Who are the students working with Liz Lerman on her toolbox of creative collaborators aids? We’ll let them tell you in their own words…
Freshman computer science major Ben Nace has added an internship in the IRC to his busy schedule studying software design this spring. Joining the 5oth anniversary team, the Columbia, MD native has put his coding skills to work on building the social media site that will connect students and alumni during the upcoming celebration. When he’s not in class or trying to figure out how to get stories into and out of our online database, Ben mentors teens in the First Tech Challenge, a robotics competition, where his team has thrice made it to the state championships.
As part of Liz Lerman’s visiting scholarship in the IRC this spring, six undergraduate students from diverse disciplines – Heinz Adjakwah, Everett Ramon Burris, Andres Camacho, Emily Eaglin, Emily Francis Ferguson, and Max McGlinn Poole - have been invited to be key collaborators in her work. Engaging in a planning process for an online repository and community of engagement based on Liz’s celebrated work with behavioral and creativity “tools,” these students are participating in all aspects of the design, development, and drafting of the proposed “toolbox.” The students work on the project for 8-12 hours per week, individually and as a team facilitated by Liz, IRC administrator/researchers Lee Boot and Dan Bailey, and IRC Technical Director Mark Jarzynski.
When Sara Masoudi got an email announcing internship positions for student programmers in the IRC, the freshman Computer Science major thought she would be a “long shot.” She applied nonetheless, and soon found herself a part of the IRC team, working on building a social media platform to enable UMBC alumni to connect with current students in conjunction with the school’s upcoming 50th anniversary celebration. When she’s not coding, Sara, a lifelong Baltimorean, likes to watch movies, especially “big-production movies with a lot going on, like Interstellar and Batman.”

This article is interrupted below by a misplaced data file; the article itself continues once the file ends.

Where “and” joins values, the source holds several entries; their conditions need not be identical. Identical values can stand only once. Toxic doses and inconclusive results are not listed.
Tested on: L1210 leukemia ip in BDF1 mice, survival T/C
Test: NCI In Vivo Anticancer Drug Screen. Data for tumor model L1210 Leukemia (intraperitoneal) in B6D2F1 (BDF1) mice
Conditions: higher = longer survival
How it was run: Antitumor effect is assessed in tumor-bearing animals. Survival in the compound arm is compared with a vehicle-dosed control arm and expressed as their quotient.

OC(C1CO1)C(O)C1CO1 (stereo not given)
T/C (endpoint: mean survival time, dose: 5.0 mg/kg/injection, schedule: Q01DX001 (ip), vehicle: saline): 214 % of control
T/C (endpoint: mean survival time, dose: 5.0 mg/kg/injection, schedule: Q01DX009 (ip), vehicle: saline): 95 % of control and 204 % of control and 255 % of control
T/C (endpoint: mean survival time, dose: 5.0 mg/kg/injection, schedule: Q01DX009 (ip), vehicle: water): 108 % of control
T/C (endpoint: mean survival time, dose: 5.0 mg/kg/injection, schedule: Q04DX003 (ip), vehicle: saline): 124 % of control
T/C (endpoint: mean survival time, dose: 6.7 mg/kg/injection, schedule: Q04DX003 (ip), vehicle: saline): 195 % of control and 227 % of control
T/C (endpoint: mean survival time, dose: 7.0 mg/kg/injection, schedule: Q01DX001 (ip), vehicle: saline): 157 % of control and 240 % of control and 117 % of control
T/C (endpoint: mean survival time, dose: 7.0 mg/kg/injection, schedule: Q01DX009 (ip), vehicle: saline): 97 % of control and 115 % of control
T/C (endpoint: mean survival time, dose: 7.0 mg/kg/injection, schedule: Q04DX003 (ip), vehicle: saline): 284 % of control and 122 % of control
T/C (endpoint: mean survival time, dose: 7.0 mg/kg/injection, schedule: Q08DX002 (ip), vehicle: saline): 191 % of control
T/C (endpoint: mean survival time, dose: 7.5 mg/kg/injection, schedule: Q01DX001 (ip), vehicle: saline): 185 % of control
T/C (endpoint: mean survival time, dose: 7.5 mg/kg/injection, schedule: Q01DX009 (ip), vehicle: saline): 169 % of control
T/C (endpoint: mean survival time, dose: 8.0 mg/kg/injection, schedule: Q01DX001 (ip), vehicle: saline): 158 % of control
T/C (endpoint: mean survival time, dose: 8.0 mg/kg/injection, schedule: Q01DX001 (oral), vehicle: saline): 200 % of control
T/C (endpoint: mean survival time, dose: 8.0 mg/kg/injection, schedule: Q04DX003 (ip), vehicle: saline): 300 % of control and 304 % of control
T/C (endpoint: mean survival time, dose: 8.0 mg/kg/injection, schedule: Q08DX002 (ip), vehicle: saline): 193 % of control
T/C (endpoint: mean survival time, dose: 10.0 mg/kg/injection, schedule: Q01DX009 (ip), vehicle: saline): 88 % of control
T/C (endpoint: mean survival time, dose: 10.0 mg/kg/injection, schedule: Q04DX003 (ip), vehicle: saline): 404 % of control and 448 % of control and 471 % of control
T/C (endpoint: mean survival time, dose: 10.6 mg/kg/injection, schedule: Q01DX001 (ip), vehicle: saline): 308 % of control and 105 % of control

Sophomore Xavier Harris joined the IRC this semester as a programming intern. He’s working on developing a website for UMBC alumni to share their school experiences with current students as part of the upcoming 50th anniversary celebration. Drawn by his interest in math and physics, Xavier has declared a major in Computer Engineering. He’s originally from West Orange, New Jersey, and when he’s not studying or coding, Xavier likes to relax by playing computer games, particularly multiplayer games.
On Monday, February 16th, the IRC received a visit from Axel Kabundji and the Lights, Camera, Shoot film production group at Wheaton High School. These 9-12 graders toured the campus, visited UMBC’s Cinematic Arts program, and then came to the IRC for a look at our facilities and a demonstration of past and present IRC projects, hosted by director Dan Bailey. Technical directors Ryan Zuber and Mark Jarzynski demonstrated 3D modeling in Maya and basic game-control programming with Unity. Then the kids were let loose in the digital world, trying out what they’d learned with some DIY gaming. It was a great time, and we hope to see some of Monday’s guests back at UMBC full-time in a few years.